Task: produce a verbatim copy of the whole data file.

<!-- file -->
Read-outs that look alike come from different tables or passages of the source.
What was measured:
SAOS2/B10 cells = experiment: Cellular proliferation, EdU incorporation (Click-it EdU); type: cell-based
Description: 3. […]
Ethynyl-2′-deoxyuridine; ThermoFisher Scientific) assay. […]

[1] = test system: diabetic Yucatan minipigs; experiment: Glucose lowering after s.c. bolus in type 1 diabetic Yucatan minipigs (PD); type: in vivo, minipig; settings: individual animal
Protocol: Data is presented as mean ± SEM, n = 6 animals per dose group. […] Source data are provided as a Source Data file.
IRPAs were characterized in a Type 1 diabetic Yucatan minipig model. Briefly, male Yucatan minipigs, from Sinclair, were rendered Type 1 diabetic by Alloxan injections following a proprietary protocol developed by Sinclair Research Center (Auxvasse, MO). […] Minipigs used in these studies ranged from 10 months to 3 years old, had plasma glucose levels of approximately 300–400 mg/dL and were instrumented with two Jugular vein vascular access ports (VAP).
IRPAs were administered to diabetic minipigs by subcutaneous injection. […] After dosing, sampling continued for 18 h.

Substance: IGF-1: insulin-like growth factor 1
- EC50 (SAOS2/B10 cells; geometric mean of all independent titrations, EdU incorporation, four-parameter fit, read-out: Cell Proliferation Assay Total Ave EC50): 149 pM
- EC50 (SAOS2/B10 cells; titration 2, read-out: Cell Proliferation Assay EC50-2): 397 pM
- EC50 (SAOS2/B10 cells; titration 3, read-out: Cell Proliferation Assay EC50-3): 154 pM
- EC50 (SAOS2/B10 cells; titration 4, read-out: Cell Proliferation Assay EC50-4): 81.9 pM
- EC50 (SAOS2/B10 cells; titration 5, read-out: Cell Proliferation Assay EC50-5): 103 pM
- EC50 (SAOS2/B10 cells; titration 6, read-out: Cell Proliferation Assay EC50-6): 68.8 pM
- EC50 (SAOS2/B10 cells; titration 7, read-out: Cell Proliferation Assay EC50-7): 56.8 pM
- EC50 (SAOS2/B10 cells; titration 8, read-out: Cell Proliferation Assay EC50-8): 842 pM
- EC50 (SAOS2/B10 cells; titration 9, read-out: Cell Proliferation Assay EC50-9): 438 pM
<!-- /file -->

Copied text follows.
Read-outs that look alike come from different tables or passages of the source.
What was measured:
SAOS2/B10 cells = experiment: Cellular proliferation, EdU incorporation (Click-it EdU); type: cell-based
Description: 3. […]
Ethynyl-2′-deoxyuridine; ThermoFisher Scientific) assay. […]

[1] = test system: diabetic Yucatan minipigs; experiment: Glucose lowering after s.c. bolus in type 1 diabetic Yucatan minipigs (PD); type: in vivo, minipig; settings: individual animal
Protocol: Data is presented as mean ± SEM, n = 6 animals per dose group. […] Source data are provided as a Source Data file.
IRPAs were characterized in a Type 1 diabetic Yucatan minipig model. Briefly, male Yucatan minipigs, from Sinclair, were rendered Type 1 diabetic by Alloxan injections following a proprietary protocol developed by Sinclair Research Center (Auxvasse, MO). […] Minipigs used in these studies ranged from 10 months to 3 years old, had plasma glucose levels of approximately 300–400 mg/dL and were instrumented with two Jugular vein vascular access ports (VAP).
IRPAs were administered to diabetic minipigs by subcutaneous injection. […] After dosing, sampling continued for 18 h.

Substance: IGF-1: insulin-like growth factor 1
- EC50 (SAOS2/B10 cells; geometric mean of all independent titrations, EdU incorporation, four-parameter fit, read-out: Cell Proliferation Assay Total Ave EC50): 149 pM
- EC50 (SAOS2/B10 cells; titration 2, read-out: Cell Proliferation Assay EC50-2): 397 pM
- EC50 (SAOS2/B10 cells; titration 3, read-out: Cell Proliferation Assay EC50-3): 154 pM
- EC50 (SAOS2/B10 cells; titration 4, read-out: Cell Proliferation Assay EC50-4): 81.9 pM
- EC50 (SAOS2/B10 cells; titration 5, read-out: Cell Proliferation Assay EC50-5): 103 pM
- EC50 (SAOS2/B10 cells; titration 6, read-out: Cell Proliferation Assay EC50-6): 68.8 pM
- EC50 (SAOS2/B10 cells; titration 7, read-out: Cell Proliferation Assay EC50-7): 56.8 pM
- EC50 (SAOS2/B10 cells; titration 8, read-out: Cell Proliferation Assay EC50-8): 842 pM
- EC50 (SAOS2/B10 cells; titration 9, read-out: Cell Proliferation Assay EC50-9): 438 pM